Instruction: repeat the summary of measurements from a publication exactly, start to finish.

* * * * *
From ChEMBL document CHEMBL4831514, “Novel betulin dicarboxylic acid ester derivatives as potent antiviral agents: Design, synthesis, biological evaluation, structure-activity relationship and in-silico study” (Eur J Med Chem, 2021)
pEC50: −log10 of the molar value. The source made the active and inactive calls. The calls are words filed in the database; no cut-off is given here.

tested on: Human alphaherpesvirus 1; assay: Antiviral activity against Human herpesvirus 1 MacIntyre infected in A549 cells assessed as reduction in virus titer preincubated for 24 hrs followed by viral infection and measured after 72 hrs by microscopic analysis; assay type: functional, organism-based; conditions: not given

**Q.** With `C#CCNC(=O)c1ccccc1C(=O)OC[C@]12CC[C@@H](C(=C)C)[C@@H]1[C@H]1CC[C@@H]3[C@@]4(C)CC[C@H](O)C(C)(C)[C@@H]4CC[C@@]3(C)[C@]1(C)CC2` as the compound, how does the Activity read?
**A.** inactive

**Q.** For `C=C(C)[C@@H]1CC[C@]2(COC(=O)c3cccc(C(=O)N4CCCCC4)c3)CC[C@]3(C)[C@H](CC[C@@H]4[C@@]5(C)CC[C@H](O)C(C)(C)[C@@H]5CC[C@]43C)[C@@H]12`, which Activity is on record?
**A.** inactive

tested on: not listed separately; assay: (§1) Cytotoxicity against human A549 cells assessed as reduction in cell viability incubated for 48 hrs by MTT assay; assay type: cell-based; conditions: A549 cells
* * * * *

From ChEMBL document CHEMBL4831514, “Novel betulin dicarboxylic acid ester derivatives as potent antiviral agents: Design, synthesis, biological evaluation, structure-activity relationship and in-silico study” (Eur J Med Chem, 2021)
pEC50: −log10 of the molar value. The source made the active and inactive calls. The calls are words filed in the database; no cut-off is given here.

tested on: Human alphaherpesvirus 1; assay: Antiviral activity against Human herpesvirus 1 MacIntyre infected in A549 cells assessed as reduction in virus titer preincubated for 24 hrs followed by viral infection and measured after 72 hrs by microscopic analysis; assay type: functional, organism-based; conditions: not given

**Q.** With `C#CCNC(=O)c1ccccc1C(=O)OC[C@]12CC[C@@H](C(=C)C)[C@@H]1[C@H]1CC[C@@H]3[C@@]4(C)CC[C@H](O)C(C)(C)[C@@H]4CC[C@@]3(C)[C@]1(C)CC2` as the compound, how does the Activity read?
**A.** inactive

**Q.** For `C=C(C)[C@@H]1CC[C@]2(COC(=O)c3cccc(C(=O)N4CCCCC4)c3)CC[C@]3(C)[C@H](CC[C@@H]4[C@@]5(C)CC[C@H](O)C(C)(C)[C@@H]5CC[C@]43C)[C@@H]12`, which Activity is on record?
**A.** inactive

tested on: not listed separately; assay: (§1) Cytotoxicity against human A549 cells assessed as reduction in cell viability incubated for 48 hrs by MTT assay; assay type: cell-based; conditions: A549 cells